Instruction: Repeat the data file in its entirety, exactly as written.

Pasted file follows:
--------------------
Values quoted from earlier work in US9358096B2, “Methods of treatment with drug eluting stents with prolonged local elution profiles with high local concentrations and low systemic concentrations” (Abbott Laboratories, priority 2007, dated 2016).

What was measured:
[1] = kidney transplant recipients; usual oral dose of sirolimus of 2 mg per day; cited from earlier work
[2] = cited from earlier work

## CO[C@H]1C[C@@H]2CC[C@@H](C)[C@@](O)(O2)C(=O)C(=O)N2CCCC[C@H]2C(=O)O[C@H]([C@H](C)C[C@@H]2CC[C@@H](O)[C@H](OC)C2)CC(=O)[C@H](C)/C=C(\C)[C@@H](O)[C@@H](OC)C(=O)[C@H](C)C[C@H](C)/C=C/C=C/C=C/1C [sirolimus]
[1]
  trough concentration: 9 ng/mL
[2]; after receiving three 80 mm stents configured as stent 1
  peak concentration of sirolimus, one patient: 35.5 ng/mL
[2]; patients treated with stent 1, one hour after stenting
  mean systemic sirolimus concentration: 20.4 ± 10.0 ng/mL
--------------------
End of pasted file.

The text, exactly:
Values quoted from earlier work in US9358096B2, “Methods of treatment with drug eluting stents with prolonged local elution profiles with high local concentrations and low systemic concentrations” (Abbott Laboratories, priority 2007, dated 2016).

What was measured:
[1] = kidney transplant recipients; usual oral dose of sirolimus of 2 mg per day; cited from earlier work
[2] = cited from earlier work

## CO[C@H]1C[C@@H]2CC[C@@H](C)[C@@](O)(O2)C(=O)C(=O)N2CCCC[C@H]2C(=O)O[C@H]([C@H](C)C[C@@H]2CC[C@@H](O)[C@H](OC)C2)CC(=O)[C@H](C)/C=C(\C)[C@@H](O)[C@@H](OC)C(=O)[C@H](C)C[C@H](C)/C=C/C=C/C=C/1C [sirolimus]
[1]
  trough concentration: 9 ng/mL
[2]; after receiving three 80 mm stents configured as stent 1
  peak concentration of sirolimus, one patient: 35.5 ng/mL
[2]; patients treated with stent 1, one hour after stenting
  mean systemic sirolimus concentration: 20.4 ± 10.0 ng/mL